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Underwear Designer Creates Yoga Pants That Let Ladies Go 'Commando'

By Emily Frost on July 1, 2014 6:46am 

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 A new line of yoga pants launched by a NYC-based lingerie company have a liner that lets women wear them without anything underneath. 
Yoga Pants Let Women 'Go Commando'
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MANHATTAN — Yoga pants can be a minefield of awkwardness, with panty lines, bunching, chafing, wedgies and menstrual mishaps.

So after trying on no fewer than 70 different styles of the skin-tight studio staple, Julie Sygiel, founder of the lingerie line Dear Kate, was certain she could do better.

"I like the marketing challenge of a taboo subject and trying to find a way to present it that makes people feel comfortable," said Sygiel, who is currently taking online pre-orders for the $128 pants that allows wearers to "go commando" — or without underwear — while providing protection from unwanted exposure and other issues.

Through a Kickstarter campaign her company launched in late May, the 26-year-old has funded the production of a line of pants that have a built-in panty liner made from "Underlux" — a lightweight, breathable fabric the company uses to make its special underwear, Sygiel explained, noting the underwear aren't meant to replace tampons or pads.

They also have special seams that make it impossible to reveal anything below the waist, she said. 

Upon trying on the first prototype, "I was just glowing," recalled Sygiel, who lives in Midtown East and runs her company from the Financial District, in offices shared with the website Refinery 29

"It was amazing being able to wear yoga pants without underwear. They're incredibly comfortable, and you’re not worried about visible panty lines."

Though Dear Kate only set out to raise $15,000 — enough to pay for a small fabric order and its manufacturing, both of which are done in the U.S. — the online response Sygiel got was tremendous. 

As of Monday, two days after the campaign ended, she'd raised nearly $159,000 from more than 1,300 donors, allowing for the manufacturing and distribution of the pants, as well as qualifying donors for their own pairs. Those interested in the pants can pre-order through October, when it will stock them in their online store.

Donors were enthused about the design.

"I want tight-fitting pants, but I don't want to share all my anatomical details with the world," said one Kickstarter page commenter. 

Others said the pants will save them the frustration of having to change or rearrange underwear during yoga and other workouts.

"I was all kinds of distracted worrying about what was going on with the apparel situation," spinning instructor Rachel Spiker said on the company's Facebook page, noting that underwear has gotten in the way of her teaching. "Made class not great."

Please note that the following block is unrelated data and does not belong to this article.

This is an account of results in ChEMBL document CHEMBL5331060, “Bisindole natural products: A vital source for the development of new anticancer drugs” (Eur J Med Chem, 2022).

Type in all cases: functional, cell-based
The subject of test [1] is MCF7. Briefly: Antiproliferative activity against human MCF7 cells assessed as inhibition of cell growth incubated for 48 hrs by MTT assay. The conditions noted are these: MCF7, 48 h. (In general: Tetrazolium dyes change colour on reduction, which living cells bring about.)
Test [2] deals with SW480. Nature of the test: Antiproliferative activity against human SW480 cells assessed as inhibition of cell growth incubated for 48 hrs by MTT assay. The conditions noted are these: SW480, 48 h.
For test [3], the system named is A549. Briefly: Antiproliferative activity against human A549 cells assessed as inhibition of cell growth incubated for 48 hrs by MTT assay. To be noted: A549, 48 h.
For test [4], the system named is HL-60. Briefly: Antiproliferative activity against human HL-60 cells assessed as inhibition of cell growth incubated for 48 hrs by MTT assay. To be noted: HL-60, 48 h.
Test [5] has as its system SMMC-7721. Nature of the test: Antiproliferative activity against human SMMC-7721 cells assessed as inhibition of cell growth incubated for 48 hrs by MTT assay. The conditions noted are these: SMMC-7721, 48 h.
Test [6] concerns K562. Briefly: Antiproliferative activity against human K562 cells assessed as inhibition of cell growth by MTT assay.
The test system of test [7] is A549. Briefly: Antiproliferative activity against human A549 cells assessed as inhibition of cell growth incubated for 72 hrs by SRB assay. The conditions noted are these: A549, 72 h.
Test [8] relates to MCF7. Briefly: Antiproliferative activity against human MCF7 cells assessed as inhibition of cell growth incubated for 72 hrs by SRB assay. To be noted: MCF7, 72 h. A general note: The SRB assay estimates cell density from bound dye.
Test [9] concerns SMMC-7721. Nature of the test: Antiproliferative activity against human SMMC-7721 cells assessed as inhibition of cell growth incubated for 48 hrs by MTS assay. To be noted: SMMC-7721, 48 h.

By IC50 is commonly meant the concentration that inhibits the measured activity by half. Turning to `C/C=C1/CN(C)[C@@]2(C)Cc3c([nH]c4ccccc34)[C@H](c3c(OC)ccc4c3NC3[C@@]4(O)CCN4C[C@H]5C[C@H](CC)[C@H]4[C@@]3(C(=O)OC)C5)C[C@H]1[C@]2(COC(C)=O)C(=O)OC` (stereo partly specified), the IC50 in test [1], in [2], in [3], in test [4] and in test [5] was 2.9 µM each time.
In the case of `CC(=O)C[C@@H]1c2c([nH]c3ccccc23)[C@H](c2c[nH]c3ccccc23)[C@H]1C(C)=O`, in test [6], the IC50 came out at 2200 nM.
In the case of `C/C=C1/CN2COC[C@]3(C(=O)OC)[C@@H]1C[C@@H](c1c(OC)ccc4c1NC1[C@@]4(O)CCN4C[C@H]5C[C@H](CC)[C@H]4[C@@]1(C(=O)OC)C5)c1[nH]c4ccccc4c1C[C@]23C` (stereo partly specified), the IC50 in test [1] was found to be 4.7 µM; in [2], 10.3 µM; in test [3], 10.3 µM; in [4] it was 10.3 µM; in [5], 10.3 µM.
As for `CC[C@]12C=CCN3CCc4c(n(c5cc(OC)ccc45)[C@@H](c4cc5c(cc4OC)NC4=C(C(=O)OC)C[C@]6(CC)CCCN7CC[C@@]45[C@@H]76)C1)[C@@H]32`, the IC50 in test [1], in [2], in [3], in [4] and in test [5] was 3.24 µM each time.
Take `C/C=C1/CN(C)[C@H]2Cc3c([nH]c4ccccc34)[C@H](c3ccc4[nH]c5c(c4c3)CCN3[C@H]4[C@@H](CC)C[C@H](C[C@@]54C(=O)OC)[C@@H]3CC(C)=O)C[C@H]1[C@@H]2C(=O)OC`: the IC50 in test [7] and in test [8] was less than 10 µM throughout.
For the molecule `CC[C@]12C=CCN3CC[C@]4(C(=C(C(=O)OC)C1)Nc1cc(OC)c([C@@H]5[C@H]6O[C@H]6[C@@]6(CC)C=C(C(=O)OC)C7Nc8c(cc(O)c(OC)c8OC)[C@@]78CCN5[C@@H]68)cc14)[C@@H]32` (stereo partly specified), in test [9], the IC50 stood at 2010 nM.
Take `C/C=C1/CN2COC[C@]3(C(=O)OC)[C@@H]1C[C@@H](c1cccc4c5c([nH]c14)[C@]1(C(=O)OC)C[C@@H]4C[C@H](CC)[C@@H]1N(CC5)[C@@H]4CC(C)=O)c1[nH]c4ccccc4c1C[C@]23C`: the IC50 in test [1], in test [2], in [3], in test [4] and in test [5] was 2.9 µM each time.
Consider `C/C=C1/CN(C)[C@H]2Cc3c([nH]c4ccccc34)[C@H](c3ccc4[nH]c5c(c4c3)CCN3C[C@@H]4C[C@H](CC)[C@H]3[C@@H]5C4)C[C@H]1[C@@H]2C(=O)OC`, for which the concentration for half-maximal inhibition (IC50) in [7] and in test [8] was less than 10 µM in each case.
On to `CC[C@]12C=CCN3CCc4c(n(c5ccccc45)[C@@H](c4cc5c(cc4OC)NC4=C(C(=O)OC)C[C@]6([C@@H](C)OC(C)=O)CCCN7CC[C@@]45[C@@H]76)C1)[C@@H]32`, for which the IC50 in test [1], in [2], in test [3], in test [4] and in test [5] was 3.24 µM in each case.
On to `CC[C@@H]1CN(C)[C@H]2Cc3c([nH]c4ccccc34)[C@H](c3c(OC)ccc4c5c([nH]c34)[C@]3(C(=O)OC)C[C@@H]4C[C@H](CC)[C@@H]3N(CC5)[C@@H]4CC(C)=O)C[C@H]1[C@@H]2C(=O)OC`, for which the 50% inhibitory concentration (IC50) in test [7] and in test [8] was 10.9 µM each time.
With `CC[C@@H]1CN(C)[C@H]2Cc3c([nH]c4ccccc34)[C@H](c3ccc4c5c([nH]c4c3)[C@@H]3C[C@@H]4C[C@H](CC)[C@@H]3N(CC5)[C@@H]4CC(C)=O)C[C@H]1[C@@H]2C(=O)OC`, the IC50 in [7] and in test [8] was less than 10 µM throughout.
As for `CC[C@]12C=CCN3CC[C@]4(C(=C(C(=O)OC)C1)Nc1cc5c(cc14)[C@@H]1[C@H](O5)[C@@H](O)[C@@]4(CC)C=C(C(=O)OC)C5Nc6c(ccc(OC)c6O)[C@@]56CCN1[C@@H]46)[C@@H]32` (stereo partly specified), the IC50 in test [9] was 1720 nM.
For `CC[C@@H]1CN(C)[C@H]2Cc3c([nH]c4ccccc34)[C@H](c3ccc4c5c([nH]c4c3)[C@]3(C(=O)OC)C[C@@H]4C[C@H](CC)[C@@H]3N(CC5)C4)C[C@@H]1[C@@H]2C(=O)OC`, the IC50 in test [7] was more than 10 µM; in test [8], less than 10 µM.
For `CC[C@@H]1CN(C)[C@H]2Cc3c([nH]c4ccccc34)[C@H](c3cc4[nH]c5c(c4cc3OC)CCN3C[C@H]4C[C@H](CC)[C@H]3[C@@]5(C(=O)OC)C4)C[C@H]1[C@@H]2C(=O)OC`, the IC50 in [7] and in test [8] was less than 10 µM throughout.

Yoga enthusiast Stefani Jackenthal, who runs an Upper West Side-based wine-tasting business, described underwear lines as almost taboo. 

"I'm always surprised to see women in class wearing panties," she said. "Those panty lines and thongs hanging out are certainly issues."

Sygiel's sense of the level of demand for better underwear drove her to launch Dear Kate as a startup during her junior year at Brown University in 2008 while taking an entrepreneurship class. 

Some early seed money in the first few months after graduating let her pursue the goal of creating "the Wonder Woman of underwear," Sygiel said. Her quest involved buying, cutting up and reassembling countless pairs of underwear and then giving test samples to all of her female friends.

"The goal was to have the thinnest fabric combination possible that added the right protection," she said.

Sygiel shied away from adding material that was too plastic-like, because "we don’t need a yellow rain slicker on our underwear, we just need a little extra protection," she said.

Once she found the perfect fabrics to combine into three layers at the base of her underwear, she found several U.S-based fabric purveyors and a manufacturer in Queens. The first 100 pairs went on the market in January 2011.

Dear Kate has since expanded, placing underwear in about 40 small boutiques, but largely chasing after web retail through its online store. Sygiel, who has four other female staffers, wouldn't divulge her profit margins, but said she's shipping to all 50 states and 36 countries, and that the company in 2014 has already doubled its sales from all of last year.

In the future, Sygiel said, Dear Kate could expand beyond just underwear and yoga pants to create clothing or activewear "that’s more thoughtfully designed for women."

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